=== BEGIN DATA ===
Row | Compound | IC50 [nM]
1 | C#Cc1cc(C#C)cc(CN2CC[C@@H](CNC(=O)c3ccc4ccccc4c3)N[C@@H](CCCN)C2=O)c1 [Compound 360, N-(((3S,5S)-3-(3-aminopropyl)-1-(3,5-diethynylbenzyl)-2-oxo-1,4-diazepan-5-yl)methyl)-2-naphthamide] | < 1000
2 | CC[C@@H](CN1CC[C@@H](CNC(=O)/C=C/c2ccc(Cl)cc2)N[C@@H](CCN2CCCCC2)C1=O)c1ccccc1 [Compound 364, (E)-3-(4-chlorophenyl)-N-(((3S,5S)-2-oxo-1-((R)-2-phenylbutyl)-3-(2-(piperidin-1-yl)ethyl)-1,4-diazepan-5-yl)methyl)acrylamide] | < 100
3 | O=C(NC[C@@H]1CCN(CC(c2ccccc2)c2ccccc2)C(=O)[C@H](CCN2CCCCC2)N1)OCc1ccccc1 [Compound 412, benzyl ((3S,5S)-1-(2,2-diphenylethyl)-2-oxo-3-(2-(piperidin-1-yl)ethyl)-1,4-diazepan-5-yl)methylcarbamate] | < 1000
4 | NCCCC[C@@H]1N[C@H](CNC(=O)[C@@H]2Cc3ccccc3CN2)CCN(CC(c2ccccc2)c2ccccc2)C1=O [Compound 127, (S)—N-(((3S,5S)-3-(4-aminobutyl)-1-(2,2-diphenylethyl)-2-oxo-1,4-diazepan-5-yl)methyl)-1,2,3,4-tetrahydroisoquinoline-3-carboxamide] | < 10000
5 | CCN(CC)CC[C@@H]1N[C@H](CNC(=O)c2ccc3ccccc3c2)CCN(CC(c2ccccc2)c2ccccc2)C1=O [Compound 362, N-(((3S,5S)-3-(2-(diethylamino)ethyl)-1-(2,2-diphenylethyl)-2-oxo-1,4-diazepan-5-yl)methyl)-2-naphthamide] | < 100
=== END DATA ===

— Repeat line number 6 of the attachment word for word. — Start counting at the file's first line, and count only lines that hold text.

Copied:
5 | CCN(CC)CC[C@@H]1N[C@H](CNC(=O)c2ccc3ccccc3c2)CCN(CC(c2ccccc2)c2ccccc2)C1=O [Compound 362, N-(((3S,5S)-3-(2-(diethylamino)ethyl)-1-(2,2-diphenylethyl)-2-oxo-1,4-diazepan-5-yl)methyl)-2-naphthamide] | < 100